The SQL truncate TABLE command is used to delete all data from an existing table. It is a data definition language (DDL) command that labels the extensions of a table for de-mapping (emptying for reuse). Unlike the DROP TABLE command, which removes the entire table structure, it keeps the table structure for future use. The TRUNCATE TABLE statement removes data from a table, but not the table itself.
It performs the same function as a DELETE statement without a WHERE clause and deletes all rows from a table by unallocating pages that are used to store table data. The SQL TRUNCATE TABLE statement is used to delete all records in a table. It makes an entry for page deallocation in the transaction log, but does not record deletion of each row in the transaction log. The TRUNCATE () function returns n with d truncated decimal places.
It truncates from n to 0 decimal places if you omit d and truncates the number from n to d digits on the left to the decimal point if d is a negative number.To delete all records from a table, you can include the select query before and after the truncation operation. In this way, the RDBMS can reduce the resources for logging and the number of locks that need to be acquired. However, after the table is truncated, its structure, columns, indexes, constraints, relations, views, etc. are preserved.The table owner, members of the sysadmin fixed server role, database owner, and DBDDL administrator fixed database roles have TRUNCATE TABLE permissions by default and are not transferable.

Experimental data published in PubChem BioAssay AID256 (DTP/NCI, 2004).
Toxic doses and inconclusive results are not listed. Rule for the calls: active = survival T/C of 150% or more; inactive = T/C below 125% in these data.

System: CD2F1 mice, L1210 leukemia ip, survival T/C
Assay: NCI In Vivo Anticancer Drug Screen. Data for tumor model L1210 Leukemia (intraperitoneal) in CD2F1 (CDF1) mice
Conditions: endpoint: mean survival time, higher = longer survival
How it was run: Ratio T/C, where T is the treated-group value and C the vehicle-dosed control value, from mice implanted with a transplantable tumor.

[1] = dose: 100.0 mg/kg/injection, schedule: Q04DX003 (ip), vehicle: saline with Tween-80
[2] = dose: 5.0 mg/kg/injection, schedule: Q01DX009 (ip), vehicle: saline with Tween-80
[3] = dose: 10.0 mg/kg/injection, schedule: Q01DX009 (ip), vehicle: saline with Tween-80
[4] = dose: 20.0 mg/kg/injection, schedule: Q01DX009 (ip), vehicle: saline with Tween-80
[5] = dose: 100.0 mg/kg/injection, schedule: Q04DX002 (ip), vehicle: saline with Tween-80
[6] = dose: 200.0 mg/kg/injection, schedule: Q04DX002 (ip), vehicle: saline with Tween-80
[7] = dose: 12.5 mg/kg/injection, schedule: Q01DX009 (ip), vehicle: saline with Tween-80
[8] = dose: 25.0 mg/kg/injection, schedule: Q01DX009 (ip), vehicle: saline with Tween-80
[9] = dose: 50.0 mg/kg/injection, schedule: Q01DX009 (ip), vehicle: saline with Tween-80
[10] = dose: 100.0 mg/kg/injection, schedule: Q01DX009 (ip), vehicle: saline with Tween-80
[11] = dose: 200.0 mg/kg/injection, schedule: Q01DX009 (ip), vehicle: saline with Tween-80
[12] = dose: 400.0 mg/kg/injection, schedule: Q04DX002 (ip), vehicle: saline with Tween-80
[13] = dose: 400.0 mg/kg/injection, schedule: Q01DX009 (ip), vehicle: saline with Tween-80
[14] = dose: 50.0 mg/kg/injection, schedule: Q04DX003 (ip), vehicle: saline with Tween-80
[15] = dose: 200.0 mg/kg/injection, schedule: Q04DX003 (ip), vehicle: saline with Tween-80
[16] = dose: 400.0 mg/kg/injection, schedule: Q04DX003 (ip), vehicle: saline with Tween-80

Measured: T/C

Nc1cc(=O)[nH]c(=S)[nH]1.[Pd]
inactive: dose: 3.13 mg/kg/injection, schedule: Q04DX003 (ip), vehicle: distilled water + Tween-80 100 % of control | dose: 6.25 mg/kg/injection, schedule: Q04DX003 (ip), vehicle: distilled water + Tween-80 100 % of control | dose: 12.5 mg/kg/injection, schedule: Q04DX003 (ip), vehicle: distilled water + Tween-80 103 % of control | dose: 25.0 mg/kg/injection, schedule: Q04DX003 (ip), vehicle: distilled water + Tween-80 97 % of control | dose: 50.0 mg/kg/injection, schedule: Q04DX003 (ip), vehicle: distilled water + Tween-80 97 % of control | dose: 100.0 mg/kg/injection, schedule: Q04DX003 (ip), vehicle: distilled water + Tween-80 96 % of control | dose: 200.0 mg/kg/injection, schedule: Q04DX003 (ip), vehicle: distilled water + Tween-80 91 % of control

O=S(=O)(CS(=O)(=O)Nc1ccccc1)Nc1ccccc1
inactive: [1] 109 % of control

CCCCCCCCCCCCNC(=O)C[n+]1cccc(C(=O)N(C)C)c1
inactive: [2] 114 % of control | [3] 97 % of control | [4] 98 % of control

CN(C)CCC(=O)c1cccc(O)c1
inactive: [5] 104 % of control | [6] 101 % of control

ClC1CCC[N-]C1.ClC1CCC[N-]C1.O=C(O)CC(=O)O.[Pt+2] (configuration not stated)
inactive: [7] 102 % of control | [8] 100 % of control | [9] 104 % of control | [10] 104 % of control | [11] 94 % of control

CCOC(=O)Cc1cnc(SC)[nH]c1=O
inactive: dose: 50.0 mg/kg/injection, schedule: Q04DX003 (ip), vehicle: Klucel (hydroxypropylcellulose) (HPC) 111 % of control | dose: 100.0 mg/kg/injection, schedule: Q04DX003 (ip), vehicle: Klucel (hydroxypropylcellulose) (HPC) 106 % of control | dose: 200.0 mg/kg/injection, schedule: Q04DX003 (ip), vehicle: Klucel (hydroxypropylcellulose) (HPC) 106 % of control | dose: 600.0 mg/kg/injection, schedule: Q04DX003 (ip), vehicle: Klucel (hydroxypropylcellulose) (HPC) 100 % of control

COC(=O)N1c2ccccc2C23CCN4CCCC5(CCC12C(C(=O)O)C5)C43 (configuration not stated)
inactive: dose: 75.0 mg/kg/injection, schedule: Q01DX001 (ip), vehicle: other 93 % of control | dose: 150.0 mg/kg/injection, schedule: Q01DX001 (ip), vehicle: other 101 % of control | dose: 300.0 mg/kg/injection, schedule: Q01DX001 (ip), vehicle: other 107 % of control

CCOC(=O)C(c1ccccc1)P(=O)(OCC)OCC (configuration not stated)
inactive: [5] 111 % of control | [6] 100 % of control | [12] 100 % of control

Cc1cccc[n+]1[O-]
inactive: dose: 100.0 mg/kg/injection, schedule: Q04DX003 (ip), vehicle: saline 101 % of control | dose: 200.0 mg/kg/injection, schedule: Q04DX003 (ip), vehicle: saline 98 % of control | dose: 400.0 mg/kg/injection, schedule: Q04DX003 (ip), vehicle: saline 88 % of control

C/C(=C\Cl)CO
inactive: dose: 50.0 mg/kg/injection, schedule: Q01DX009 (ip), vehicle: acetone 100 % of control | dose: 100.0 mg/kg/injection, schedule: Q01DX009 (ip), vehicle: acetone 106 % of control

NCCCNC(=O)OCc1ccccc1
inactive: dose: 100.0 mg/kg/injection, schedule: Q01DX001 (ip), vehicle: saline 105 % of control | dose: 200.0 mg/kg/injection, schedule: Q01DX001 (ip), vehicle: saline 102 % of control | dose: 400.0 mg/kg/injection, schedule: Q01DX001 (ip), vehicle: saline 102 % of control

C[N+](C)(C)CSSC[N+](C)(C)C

Once you truncate a table, you cannot use a flashback table statement to retrieve the contents of the table.In summary, SQL Truncate is used to delete all rows (complete data) from a table. It is similar to the DELETE statement with no WHERE clause and is faster than the DROP TABLE statement in SQL. Logically, it has the same effect as deleting all data from a table. To delete all records from a large table quickly, you can use the TRUNCATE TABLE statement.